In the words of a song, “Summer’s here and the time is right…” I’m not talking about dancing in the streets, although you might want to do that too. In this case the time is right for no-cook summer eats. From a vintage Hoosier sandwich, to cold soup, to refreshing dessert — you can keep your cool and chill out no matter how hot it gets outside.

Summertime Tomato Sandwich

recipe by me (inspired by great grandma on the farm)

  1. The Bread: The quintessential summer sandwich in the Hoosier state is made with fresh vine-ripened tomatoes. When I grew up back in the 50s, the conveyance was squishy white wonder bread. Nowadays I like my tomato sandwich on something with more texture and flavor like a good artisan wheat or sourdough.
  2. The Tomatoes: As for tomatoes, big red beefsteaks, yellow low acid, pretty green zebra, or any variety is great just as long as they are ripe and local. Season simply with salt and pepper, or add a little extra nuance with a sprinkle of garlic powder or some fresh herbs like basil or thyme.
  3. The Rest: You could stop there if you’re a tomato purist, but the traditional sandwich of my childhood was slathered in mayo. I still find that to be a pretty good counterpoint to the fresh sweet tomato flavor. But you could also jazz it up with a more sophisticated aioli or just add to the mayo with ingredients like pesto or hot sauce. Don’t overdo it though – you want those tomatoes to shine.

Chilled Melon Soup with Coconut Cilantro Pesto

adapted from a recipe by Sheri Castle in The New Southern Garden Cookbook

cantaloupe is a great alternative to honeydew in this recipe

Ingredients:

For the Soup:

  • 6 cups melon chunks (cantaloupe or honeydew)
  • ½ cup well-stirred coconut milk
  • 2 tablespoons light honey, or to taste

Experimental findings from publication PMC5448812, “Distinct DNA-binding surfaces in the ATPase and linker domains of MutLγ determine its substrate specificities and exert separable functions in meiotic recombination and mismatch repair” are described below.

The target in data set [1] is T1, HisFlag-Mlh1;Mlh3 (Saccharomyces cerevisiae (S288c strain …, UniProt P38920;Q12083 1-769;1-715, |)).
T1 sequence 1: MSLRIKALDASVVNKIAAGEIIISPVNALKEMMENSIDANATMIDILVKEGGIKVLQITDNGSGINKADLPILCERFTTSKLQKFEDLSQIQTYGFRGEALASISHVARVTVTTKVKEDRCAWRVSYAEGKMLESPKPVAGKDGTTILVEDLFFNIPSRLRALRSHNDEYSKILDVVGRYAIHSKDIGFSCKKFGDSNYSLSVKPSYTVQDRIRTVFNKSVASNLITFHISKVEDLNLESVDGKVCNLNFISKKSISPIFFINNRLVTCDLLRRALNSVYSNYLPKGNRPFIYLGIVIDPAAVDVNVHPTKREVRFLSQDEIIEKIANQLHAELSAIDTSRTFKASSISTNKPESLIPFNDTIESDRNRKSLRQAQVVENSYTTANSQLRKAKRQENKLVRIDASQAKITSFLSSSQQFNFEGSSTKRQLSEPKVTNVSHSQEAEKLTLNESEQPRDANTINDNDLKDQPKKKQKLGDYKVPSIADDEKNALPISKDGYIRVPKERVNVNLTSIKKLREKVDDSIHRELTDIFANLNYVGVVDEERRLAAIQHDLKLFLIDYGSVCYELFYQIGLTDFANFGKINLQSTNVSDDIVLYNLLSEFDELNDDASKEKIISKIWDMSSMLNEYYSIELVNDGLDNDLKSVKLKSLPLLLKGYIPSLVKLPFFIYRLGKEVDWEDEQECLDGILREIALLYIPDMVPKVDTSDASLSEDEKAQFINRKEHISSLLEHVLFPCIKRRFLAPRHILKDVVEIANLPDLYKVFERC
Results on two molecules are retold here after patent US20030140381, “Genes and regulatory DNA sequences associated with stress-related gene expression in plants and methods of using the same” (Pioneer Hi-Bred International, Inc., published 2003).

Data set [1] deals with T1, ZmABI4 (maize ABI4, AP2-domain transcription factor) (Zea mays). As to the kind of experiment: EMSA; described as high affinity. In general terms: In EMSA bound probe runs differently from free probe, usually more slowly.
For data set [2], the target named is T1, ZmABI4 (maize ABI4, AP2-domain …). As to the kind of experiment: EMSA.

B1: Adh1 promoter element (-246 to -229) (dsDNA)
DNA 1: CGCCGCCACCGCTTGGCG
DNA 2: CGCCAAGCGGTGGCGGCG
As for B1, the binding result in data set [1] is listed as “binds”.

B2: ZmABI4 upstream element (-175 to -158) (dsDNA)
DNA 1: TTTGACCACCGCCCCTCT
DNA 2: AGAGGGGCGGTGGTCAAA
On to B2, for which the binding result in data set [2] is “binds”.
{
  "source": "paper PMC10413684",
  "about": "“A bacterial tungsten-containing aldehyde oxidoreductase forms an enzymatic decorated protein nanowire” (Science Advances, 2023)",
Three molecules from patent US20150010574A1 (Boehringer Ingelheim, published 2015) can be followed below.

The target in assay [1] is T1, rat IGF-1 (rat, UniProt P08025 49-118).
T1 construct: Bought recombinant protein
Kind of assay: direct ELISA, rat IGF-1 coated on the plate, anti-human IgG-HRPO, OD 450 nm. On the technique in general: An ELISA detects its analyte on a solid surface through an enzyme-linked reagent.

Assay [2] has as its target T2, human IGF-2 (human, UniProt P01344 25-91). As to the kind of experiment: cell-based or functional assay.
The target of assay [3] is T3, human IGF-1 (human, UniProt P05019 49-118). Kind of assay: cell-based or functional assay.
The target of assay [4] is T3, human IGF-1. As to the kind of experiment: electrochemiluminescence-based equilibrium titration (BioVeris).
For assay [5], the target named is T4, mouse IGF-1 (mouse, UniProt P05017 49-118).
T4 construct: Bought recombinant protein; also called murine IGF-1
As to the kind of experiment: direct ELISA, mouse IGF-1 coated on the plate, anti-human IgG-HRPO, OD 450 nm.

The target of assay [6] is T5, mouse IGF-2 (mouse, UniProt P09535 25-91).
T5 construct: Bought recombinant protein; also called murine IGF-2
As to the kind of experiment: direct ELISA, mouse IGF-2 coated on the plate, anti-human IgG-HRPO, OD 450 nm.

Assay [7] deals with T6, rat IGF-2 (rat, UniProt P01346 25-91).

• ¼ cup fresh lime juice
  • 1 teaspoon salt

For the Pesto:

  • 6 tablespoons peeled and finely grated fresh ginger
  • 4 teaspoons sugar
  • 2 teaspoons chopped garlic
  • 1 teaspoon finely chopped serrano chile, or to taste
  • 2 tablespoons dried unsweetened coconut or sweetened flaked coconut
  • ¼ teaspoon salt
  • 2 cups firmly packed, coarsely chopped cilantro leaves

Directions:

  1. For the Soup: Puree the melon in a blender. Add the coconut milk, honey, lime juice, and salt. Pour into a bowl or large jar, cover, and refrigerate until chilled, at least 2 hours.
  2. For the Pesto: Place (in the order listed), the lemon juice, sugar, ginger, garlic, chile, coconut, and salt, and 1 cup of the cilantro in a blender and blend just until ground; do not liquefy. Add the rest of the cilantro and blend just until the cilantro is incorporated and the pesto is a thick paste. Scrape into a bowl or glass jar, cover, and refrigerate for up to 2 days.
  3. Serve the soup cold, topped with a generous spoonful of the pesto. Makes 4 servings.

Cook’s Note: You can substitute fresh mint for cilantro to get a different but delicious flavor profile.

Fruit Granita

recipe from the Kitchn

you can use ANY fruit you like to make a granita

The exact recipe for the granita base can vary depending on how ripe your fruit is, how sweet or sour it is, and how much liquid it holds. Here’s the basic formula.

Ingredients:

  • 4 cups cubed fruit: You’ll need about 1 1/2 pounds of fruit total.
  • 1/4 cup flavorful liquid: Lemon and lime are the standard, but you can use alcohol, juice, or kombucha here. Pick something with a little acidity that balances the fruit’s sweetness.
  • 1/4 cup granulated sugar: You can add more or less depending on the sweetness of your fruit.
  • A pinch of salt or spice: This is optional, but always a good idea.

Directions:

  1. Whiz up the fruit! In a blender or food processor, purée the fruit with the juice and sugar. If your fruit is particularly dry, add a few tablespoons of water until the purée is about the thickness of a smoothie.
  2. Freeze in a flash. Pour the fruit purée into a shallow pan for freezing. I find granita freezes faster in a metal pan, so I reach for my 9×13 cake pan, but use what you’ve got. Freeze the granita for 30 to 45 minutes, until it’s just started to freeze on the top and sides of the pan.
  3. Fork the granita. Scrape the partially frozen granita with the tines of a fork, breaking up any large chunks. You’ll repeat this step two or three times over the course of freezing.
  4. Freeze again before serving. Return the granita pan to the freezer for a total of 4 hours before serving. That’s it!
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